Raw spinach will be back on the menu in the San Ramon Valley school district beginning today, as the district’s food supplier lifts its self-imposed ban on the leafy vegetable. The U.S. Food and Drug Administration, according to the school district, issued a consumer alert on Sept. 14 advising consumers not to eat bagged spinach and some related products after incidents involving E. coli bacteria were reported. Sodexho School Services, the district’s food provider, immediately issued a ban on fresh spinach to all school districts it serves throughout the country, but now that ban has been lifted.
This is not Sodexho’s first experience with E. coli-tainted spinach. In October, 2003, the San Mateo County Health Services Agency (SMCHSA) commenced an investigation of an E. coli O157:H7 outbreak among residents and employees of The Sequoias Portola Valley retirement community in San Mateo County. The SMCHSA ultimately linked thirteen confirmed and three probable cases of E. coli O157:H7. Ten persons were hospitalized, and three people died. The SMCHSA’s investigation concluded that the E. coli O157:H7 outbreak and infections were associated with the consumption of food, most likely raw spinach, by the outbreak victims. The food was prepared and served to the facility residents by Sodexho, as a component of meals it prepared and served to residents.
We represented several of the victims of that outbreak. For a full report see www.MarlerClark.com, and continue reading below:
THE SEQUOIAS E. COLI O157:H7 OUTBREAK
The Sequoias is a large, upscale retirement facility that operates in several locations throughout California. One such location is in the Portola Valley in San Mateo County. This Sequoias facility sprawls over forty-two acres, housing a total of 315 people who receive varying levels of assistance. In ascending order of assistance required, 265 residents live in independent living, twenty require assisted living, and thirty require skilled nursing. Each group has its own living area.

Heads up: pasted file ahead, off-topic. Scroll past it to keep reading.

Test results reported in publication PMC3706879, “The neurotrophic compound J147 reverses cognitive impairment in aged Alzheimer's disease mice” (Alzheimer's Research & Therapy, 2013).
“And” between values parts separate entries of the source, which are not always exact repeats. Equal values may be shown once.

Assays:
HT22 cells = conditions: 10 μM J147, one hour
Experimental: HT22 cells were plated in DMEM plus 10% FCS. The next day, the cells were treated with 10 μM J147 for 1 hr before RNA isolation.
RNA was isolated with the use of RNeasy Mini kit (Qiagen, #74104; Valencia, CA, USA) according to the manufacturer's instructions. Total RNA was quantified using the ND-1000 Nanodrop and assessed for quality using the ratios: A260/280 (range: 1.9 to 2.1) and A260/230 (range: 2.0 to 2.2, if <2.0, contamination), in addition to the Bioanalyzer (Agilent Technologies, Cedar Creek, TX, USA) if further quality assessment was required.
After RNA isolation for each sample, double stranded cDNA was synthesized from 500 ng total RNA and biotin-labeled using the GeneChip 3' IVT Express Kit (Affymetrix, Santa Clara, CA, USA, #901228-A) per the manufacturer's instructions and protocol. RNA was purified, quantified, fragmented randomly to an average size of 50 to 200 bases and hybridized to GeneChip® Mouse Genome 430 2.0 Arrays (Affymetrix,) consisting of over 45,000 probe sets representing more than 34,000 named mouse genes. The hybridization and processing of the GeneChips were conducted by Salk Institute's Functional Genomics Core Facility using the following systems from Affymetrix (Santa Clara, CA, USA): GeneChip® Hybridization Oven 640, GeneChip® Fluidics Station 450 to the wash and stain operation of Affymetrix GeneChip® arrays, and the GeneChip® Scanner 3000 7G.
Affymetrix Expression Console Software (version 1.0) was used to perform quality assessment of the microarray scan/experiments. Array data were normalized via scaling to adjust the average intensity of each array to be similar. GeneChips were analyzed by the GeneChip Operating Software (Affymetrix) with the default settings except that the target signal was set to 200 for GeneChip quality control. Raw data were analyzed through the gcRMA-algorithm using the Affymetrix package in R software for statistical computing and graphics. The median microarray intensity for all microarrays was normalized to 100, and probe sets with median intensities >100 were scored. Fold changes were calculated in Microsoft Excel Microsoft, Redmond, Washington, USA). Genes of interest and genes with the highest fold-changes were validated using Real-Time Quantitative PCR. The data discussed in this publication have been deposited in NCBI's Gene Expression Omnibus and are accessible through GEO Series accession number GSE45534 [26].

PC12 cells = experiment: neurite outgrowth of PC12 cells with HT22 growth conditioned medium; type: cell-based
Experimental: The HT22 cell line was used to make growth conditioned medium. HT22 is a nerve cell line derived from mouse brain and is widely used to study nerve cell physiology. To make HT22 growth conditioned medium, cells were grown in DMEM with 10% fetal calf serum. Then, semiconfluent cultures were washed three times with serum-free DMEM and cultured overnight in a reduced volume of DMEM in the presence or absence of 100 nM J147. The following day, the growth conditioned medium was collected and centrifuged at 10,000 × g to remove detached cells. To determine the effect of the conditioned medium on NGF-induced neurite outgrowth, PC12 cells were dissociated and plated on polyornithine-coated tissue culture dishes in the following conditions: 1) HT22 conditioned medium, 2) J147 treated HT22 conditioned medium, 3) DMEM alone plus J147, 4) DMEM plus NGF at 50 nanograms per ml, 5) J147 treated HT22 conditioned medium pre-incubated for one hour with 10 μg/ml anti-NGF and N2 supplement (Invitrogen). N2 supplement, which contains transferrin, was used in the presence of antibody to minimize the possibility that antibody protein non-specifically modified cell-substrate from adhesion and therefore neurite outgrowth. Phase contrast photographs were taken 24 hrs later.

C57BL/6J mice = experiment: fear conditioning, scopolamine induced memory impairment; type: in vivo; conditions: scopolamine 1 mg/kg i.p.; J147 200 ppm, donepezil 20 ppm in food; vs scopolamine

Despite living separately, all residents take their meals from the same kitchen. Residents may use one of two dining halls or they may request tray service meals. Those who choose to dine at one of the two designated halls may request table service, but most use the self-service buffet. Food is also available from the kitchen by request, throughout the day.
Sequoias employees, however, are not involved in food service or kitchen management. Instead, the Sequoias contracts with Sodexho, an outside vendor, to perform all food service functions. As a result, it is Sodexho employees exclusively who obtain the food, and prepare and serve meals to Sequoias residents.
On Monday, October 13, 2003, the San Mateo County Health Services Agency (SMCHSA) commenced an investigation based on information that a resident of the Sequoias in Portola Valley had cultured positive for E. coli O157:H7. The resident had become symptomatic on October 9, and had been hospitalized at Stanford Hospital the next day. Several more Sequoias residents reported symptoms consistent with E. coli O157:H7 infections over the next few days.